Community News


‘Shalom’ and ‘Salaam’: Day Schools Embrace Arabic

By Rebecca Dube

Outside their classroom window a beautiful spring afternoon is blooming, but a few students at Ramaz, a Modern Orthodox academy in Manhattan, have stayed after school for a foreign-language club.Read More


Orthodox Union Proposes New Measures To Increase Revenues and Reduce Costs Tuition

By Karmel Melamed

With operation costs climbing for schools, and tuition increases bearing down on parents amid the current crushing economic downturn, the Orthodox Union’s Rabbi Saul Zucker recently laid out a revolutionary package of school cost-saving measures to a worried gathering of Jewish education officials in Los Angeles.Read More


Which Side Are We On? Jews Lead Fight For and Against Key Labor Bill

By Nathaniel Popper

Since retiring from his position as CEO of Home Depot, Bernard Marcus has become one of this country’s most vocal opponents of organized labor, criticizing unions in the media and on Capitol Hill. That is a long way from Marcus’s beginnings in a Newark, N.J., tenement some 80 years ago.Read More


Budget Cuts Spoil Kosher Meals for Elderly

By Rebecca Dube

Home-bound seniors on Manhattan’s West Side are complaining that the quality of kosher meals being delivered to them took a sudden turn for the worse this spring when new city contracting policies took effect — a situation some elderly Jews found so unpalatable that they actually decided to switch to receiving non-kosher meals.Read More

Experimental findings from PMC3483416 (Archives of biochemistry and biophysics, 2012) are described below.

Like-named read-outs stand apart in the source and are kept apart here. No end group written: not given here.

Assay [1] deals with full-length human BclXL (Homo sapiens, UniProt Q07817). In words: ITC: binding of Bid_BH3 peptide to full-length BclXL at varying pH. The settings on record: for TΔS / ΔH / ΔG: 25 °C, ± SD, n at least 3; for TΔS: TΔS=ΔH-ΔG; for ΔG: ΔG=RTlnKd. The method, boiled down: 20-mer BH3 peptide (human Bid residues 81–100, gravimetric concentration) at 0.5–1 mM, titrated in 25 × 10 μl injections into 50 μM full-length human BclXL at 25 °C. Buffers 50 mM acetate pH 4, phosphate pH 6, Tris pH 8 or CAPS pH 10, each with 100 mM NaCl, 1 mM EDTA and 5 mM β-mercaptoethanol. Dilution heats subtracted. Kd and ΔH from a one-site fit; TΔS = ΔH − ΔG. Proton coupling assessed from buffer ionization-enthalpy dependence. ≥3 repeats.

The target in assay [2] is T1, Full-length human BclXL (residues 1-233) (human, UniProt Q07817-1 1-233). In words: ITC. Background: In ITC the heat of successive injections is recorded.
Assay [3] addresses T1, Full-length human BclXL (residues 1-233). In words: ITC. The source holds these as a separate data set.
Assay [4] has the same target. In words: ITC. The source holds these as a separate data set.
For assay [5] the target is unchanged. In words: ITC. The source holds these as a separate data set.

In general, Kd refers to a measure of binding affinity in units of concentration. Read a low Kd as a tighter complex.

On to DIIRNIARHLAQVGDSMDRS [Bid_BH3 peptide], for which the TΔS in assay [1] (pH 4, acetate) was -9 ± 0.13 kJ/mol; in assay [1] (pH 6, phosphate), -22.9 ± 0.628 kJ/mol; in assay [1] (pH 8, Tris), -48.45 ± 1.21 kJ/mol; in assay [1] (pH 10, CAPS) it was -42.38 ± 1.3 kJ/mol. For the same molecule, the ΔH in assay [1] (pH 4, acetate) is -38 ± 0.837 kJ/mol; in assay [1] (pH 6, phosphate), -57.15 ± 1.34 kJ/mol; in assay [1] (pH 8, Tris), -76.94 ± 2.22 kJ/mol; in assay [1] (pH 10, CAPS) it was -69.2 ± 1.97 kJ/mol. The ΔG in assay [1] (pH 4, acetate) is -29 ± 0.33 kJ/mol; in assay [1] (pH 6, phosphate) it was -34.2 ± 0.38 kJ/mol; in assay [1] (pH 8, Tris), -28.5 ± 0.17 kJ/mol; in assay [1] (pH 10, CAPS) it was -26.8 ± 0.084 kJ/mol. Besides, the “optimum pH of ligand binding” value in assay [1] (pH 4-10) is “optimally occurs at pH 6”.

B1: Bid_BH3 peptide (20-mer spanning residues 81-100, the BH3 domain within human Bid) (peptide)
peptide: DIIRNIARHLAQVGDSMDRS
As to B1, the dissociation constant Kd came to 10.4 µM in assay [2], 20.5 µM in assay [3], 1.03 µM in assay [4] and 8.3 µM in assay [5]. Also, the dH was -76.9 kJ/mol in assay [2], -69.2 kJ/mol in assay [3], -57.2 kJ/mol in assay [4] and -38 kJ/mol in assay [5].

What Else Would You Ask a Secretary of State?

By Jeremy Gillick

Misha Lerner speaks softly but carries a big stick. At 10 years old, the sandy-haired, fair-skinned boy, his broken arm in a cast, seemed cherubic and unthreatening sitting among some 40 students who were listening to former secretary of state Condoleezza Rice at Washington’s Sixth and I Historic Synagogue on May 3.Read More


One Man’s Harrowing Path from Abuse to Survival

By Rebecca Dube

One Friday night last November, after saying Kiddush and putting his children to bed, Pinny clicked the send button on his e-mail and turned to the work of killing himself.Read More


In Jewish Education, Deep Cuts Shape New Landscapes

By Anthony Weiss

As the current economic downturn becomes the longest since the Great Depression, a series of painful cuts at America’s flagship institutions of Judaic scholarship have produced a new and uncomfortable reality: Jewish higher education is shrinking.Read More


Holocaust Survivor’s Past Drove Her To Help Detainees

By Rebecca Dube

Jean Blum, a 73-year-old retired teacher living in Paterson, N.J., corresponded with and took desperate collect phone calls from illegal immigrants who were being detained at her local jail to await deportation. Blum responded to their pleas by nagging local officials to improve the prisoners’ living conditions. When she heard about the death of Ahmad Tanveer, a 43-year-old Pakistani New Yorker, she collected accounts from witnesses and sent her evidence to the government.Read More


Reform Seminary Among Schools Facing Crippling Cuts

By Anthony Weiss

The Reform movement’s seminary is looking into closing two of its three U.S. campuses as part of an effort to close looming budget gaps caused by the recent economic downturn.Read More


Harding Indictment a Symbol of Liberal Party's Downfall

By Anthony Weiss

If there is an enduring present-day image of New York’s Liberal Party, it is likely that of former party chief Raymond Harding — an enormous, white-haired man in a black raincoat and handcuffs — being led into state court in April for an indictment on charges of influence peddling. It could have almost been an old caricature of the corrupt Tammany Hall bosses that the Liberal Party was founded to help unseat.Read More





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